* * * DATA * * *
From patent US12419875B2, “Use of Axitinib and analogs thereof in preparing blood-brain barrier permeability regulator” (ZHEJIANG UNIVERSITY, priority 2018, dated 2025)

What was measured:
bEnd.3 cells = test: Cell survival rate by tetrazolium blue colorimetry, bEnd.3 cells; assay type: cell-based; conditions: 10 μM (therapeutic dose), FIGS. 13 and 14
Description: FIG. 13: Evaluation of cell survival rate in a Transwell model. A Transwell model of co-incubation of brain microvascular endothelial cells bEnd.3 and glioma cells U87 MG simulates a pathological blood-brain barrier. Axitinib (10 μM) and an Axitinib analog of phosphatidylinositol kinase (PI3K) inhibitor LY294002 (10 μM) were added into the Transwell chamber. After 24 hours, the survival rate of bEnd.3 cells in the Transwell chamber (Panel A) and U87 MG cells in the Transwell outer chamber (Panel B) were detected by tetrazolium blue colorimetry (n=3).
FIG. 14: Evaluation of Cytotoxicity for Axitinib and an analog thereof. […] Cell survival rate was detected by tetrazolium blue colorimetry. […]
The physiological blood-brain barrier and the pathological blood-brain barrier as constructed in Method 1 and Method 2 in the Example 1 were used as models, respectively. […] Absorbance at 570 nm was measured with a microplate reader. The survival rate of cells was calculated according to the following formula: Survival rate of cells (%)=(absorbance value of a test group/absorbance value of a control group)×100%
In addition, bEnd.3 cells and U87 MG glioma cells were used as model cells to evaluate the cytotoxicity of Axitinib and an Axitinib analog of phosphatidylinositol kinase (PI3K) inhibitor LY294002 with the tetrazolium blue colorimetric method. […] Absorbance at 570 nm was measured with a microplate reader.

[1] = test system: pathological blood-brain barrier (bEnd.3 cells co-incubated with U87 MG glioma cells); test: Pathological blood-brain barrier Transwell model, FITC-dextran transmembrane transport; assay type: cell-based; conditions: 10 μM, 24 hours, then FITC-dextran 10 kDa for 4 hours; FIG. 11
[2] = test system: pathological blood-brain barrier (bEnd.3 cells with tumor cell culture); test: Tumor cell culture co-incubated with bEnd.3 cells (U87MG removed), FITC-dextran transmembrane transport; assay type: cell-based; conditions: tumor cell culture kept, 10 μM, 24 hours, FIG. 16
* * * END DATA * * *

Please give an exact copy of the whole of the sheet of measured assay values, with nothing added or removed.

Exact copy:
From patent US12419875B2, “Use of Axitinib and analogs thereof in preparing blood-brain barrier permeability regulator” (ZHEJIANG UNIVERSITY, priority 2018, dated 2025)

What was measured:
bEnd.3 cells = test: Cell survival rate by tetrazolium blue colorimetry, bEnd.3 cells; assay type: cell-based; conditions: 10 μM (therapeutic dose), FIGS. 13 and 14
Description: FIG. 13: Evaluation of cell survival rate in a Transwell model. A Transwell model of co-incubation of brain microvascular endothelial cells bEnd.3 and glioma cells U87 MG simulates a pathological blood-brain barrier. Axitinib (10 μM) and an Axitinib analog of phosphatidylinositol kinase (PI3K) inhibitor LY294002 (10 μM) were added into the Transwell chamber. After 24 hours, the survival rate of bEnd.3 cells in the Transwell chamber (Panel A) and U87 MG cells in the Transwell outer chamber (Panel B) were detected by tetrazolium blue colorimetry (n=3).
FIG. 14: Evaluation of Cytotoxicity for Axitinib and an analog thereof. […] Cell survival rate was detected by tetrazolium blue colorimetry. […]
The physiological blood-brain barrier and the pathological blood-brain barrier as constructed in Method 1 and Method 2 in the Example 1 were used as models, respectively. […] Absorbance at 570 nm was measured with a microplate reader. The survival rate of cells was calculated according to the following formula: Survival rate of cells (%)=(absorbance value of a test group/absorbance value of a control group)×100%
In addition, bEnd.3 cells and U87 MG glioma cells were used as model cells to evaluate the cytotoxicity of Axitinib and an Axitinib analog of phosphatidylinositol kinase (PI3K) inhibitor LY294002 with the tetrazolium blue colorimetric method. […] Absorbance at 570 nm was measured with a microplate reader.

[1] = test system: pathological blood-brain barrier (bEnd.3 cells co-incubated with U87 MG glioma cells); test: Pathological blood-brain barrier Transwell model, FITC-dextran transmembrane transport; assay type: cell-based; conditions: 10 μM, 24 hours, then FITC-dextran 10 kDa for 4 hours; FIG. 11
[2] = test system: pathological blood-brain barrier (bEnd.3 cells with tumor cell culture); test: Tumor cell culture co-incubated with bEnd.3 cells (U87MG removed), FITC-dextran transmembrane transport; assay type: cell-based; conditions: tumor cell culture kept, 10 μM, 24 hours, FIG. 16